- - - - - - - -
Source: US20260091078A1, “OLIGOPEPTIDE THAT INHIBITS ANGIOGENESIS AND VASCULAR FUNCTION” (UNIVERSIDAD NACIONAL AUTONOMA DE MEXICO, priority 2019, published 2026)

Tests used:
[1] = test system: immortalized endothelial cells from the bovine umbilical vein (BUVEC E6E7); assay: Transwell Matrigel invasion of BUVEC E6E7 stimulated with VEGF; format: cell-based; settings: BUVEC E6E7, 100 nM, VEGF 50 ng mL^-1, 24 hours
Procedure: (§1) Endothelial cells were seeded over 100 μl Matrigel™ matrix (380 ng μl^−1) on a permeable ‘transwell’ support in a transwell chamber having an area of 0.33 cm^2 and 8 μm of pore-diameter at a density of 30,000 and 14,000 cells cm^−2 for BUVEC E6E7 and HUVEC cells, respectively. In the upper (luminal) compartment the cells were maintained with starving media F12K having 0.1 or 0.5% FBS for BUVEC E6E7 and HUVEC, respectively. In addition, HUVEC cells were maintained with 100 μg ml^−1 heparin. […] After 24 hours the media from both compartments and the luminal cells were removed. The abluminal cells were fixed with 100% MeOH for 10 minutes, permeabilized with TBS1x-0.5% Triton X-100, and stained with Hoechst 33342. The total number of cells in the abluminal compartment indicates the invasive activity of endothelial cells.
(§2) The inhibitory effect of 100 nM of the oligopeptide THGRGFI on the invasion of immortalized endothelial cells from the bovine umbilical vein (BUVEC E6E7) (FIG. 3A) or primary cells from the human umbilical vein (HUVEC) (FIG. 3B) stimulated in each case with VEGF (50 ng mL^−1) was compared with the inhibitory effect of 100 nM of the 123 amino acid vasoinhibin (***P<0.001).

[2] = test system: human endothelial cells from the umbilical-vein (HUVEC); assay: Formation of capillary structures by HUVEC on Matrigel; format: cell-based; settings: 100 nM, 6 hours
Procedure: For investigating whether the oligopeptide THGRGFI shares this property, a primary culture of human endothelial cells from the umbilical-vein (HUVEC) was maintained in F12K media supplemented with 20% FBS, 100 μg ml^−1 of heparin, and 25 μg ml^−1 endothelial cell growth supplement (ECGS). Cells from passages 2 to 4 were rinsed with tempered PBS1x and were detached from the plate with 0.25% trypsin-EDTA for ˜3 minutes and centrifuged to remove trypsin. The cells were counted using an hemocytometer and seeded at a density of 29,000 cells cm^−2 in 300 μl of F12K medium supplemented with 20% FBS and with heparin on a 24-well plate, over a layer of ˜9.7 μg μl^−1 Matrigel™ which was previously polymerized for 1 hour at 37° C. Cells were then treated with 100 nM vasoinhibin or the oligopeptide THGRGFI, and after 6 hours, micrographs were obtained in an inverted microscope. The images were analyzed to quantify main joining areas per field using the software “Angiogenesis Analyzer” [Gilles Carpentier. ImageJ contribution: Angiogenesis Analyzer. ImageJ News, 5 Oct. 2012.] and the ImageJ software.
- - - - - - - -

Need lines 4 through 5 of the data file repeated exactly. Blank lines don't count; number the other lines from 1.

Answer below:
Procedure: (§1) Endothelial cells were seeded over 100 μl Matrigel™ matrix (380 ng μl^−1) on a permeable ‘transwell’ support in a transwell chamber having an area of 0.33 cm^2 and 8 μm of pore-diameter at a density of 30,000 and 14,000 cells cm^−2 for BUVEC E6E7 and HUVEC cells, respectively. In the upper (luminal) compartment the cells were maintained with starving media F12K having 0.1 or 0.5% FBS for BUVEC E6E7 and HUVEC, respectively. In addition, HUVEC cells were maintained with 100 μg ml^−1 heparin. […] After 24 hours the media from both compartments and the luminal cells were removed. The abluminal cells were fixed with 100% MeOH for 10 minutes, permeabilized with TBS1x-0.5% Triton X-100, and stained with Hoechst 33342. The total number of cells in the abluminal compartment indicates the invasive activity of endothelial cells.
(§2) The inhibitory effect of 100 nM of the oligopeptide THGRGFI on the invasion of immortalized endothelial cells from the bovine umbilical vein (BUVEC E6E7) (FIG. 3A) or primary cells from the human umbilical vein (HUVEC) (FIG. 3B) stimulated in each case with VEGF (50 ng mL^−1) was compared with the inhibitory effect of 100 nM of the 123 amino acid vasoinhibin (***P<0.001).